Sending cold emails part 1: Contacting venues and hearing Tsetse flies...

This is the first installment of a four part blog series on reaching out to venues, festivals or potential clients using one of the oldest communication tools in modern history - emails. In this post I will focus on some of the common mistakes made by musicians when sending cold emails.

Sending cold emails part 1: Contacting venues and hearing Tsetse flies...

I am sure you are very familiar with sending cold emails to prospective venues where you believe your band could perform and reach a new audience, but more often then sometimes you get zero responses from recipients to your emails. And nothing is more frustrating than slaving away at the perfect email, than hearing Tsetse flies for a response. 

My solutions are by no means the silver bullet to this problem, but it will most definitely give you a base to work from and a means of improving the open rates of your emails. Writing effective cold emails is a skill that can be taught and I want to pass my knowledge onto you, so that you can get more bookings at the fees you deserve.

What do I know about writing great emails? Well here's the proof ...

Achieving a 71% open rate is unheard of, but we could and so can you. Aiming for anything above 30% is a great start.

"My emails would never get that kind of open rate. I'll just stop reading here"

Stop this kind of thinking. It's just an email, and coming from a place of feeling inadequate could introduce an apologetic tone in your emails. You do not want to be perceived this way!

Instead imagine that you are the owner of the venue and think from their perspective:

  • How will the venue benefit from your performance?
  • Are you the right fit for the venue? Metal band approaching an Italian Family ristorante... probably not the right fit.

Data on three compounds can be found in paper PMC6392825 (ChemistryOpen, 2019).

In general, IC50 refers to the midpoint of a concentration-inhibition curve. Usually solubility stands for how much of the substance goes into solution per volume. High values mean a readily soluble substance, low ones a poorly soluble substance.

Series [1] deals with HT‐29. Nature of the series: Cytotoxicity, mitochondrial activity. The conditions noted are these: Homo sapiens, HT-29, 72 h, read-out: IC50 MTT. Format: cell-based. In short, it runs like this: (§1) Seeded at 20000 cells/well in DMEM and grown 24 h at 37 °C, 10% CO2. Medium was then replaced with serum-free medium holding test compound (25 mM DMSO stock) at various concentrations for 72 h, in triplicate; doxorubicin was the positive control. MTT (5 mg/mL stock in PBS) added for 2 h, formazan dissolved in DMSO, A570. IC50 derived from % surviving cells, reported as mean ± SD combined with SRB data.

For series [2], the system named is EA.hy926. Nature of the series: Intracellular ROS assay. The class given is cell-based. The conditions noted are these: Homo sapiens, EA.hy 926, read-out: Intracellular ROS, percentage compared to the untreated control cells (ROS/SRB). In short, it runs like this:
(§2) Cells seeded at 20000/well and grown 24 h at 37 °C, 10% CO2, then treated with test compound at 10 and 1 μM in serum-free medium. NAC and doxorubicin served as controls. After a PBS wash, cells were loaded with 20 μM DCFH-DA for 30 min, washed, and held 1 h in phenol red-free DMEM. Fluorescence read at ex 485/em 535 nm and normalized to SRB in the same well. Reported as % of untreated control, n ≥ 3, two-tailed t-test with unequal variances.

• Have you done your due diligence on the venue? Similar musicians who have played there?
  • What do you want them to do after reading your email? Phone call? In person meeting?

Use this thought pattern to guide the content and tone of your email.

Unless you have a personal rapport with the recipient, keep your emails friendly, concise, direct, and professional. Your emails convey your brand to a first time reader so don't take it lightly.

Steer clear from long, vaguely worded body content. Assume the recipient is inundated with emails. Craft your email such that, as the reader I would respond with a simple yes or no. 

Pothole #2: I'm not a creative writer. Where do I find the right words?

This is one of the most challenging tasks if you have not yet spent time discovering what your band- and brand as a musician, is about. Finding the right words to capture the reader's attention and accurately describe your act could pose some challenges.

In part 3 of this series I have shared some cold email templates that has worked well for me in the past, however you still have to make it your own. For ease, imagine you are the venue:

  • What makes your band so special?
  • Why should you be held in the same or higher regard as the bands who have come before you?
  • How are you different from other bands?
  • Have you been published anywhere? Quotes from blogs or press outlets?
  • How big is your following on social media?
If after the exercise above you feel as though your email comes across as a MMM sales pitch be sure to read pothole three.

Pothole #3: My email feels too self-promotional.

Once you find the best words to describe your band, most musicians find themselves facing another obstacle: 

Sounding arrogant and obnoxious.

If you are worried that you are coming across as too pushy or overly promotional, you are most likely the type of person who will never be seen in this regard :)

Keep in mind that you want the reader to take notice of your band and your music. If you are proud of your act, tell the reader why you are so proud and let your passion shine through. However it is also easy to come across as too good to be true. This typically happens when you use vague langues such as "fantastic", "mind blowing", "awe-inspiring", etc. 

You do not want to be this person.

My band is amaaaaazeballs! You'd be insane to miss this MIND BLOWING performance by an AWE-INSPIRING up-and-coming band. Your patrons will never experience anything remotely close to how FANTASTIC our music is! 


Instead use concrete words that describe your band, your brand, and your music as accurately as possible. Tell the reader what is so fantastic and awe-inspiring about it. My go to guide for this is without a doubt music reviews. Critics can be infinitely creative with their descriptions of talent and performances.

One more thing: 

Do not send attachments! The best thing to do is to insert your Fitchfork band page link. It contains all the important content (reviews, video, pricing, etc) the reader would need.

Continue reading part two of this series.

Jordan Longlace
"I write what I like." - Steve Biko

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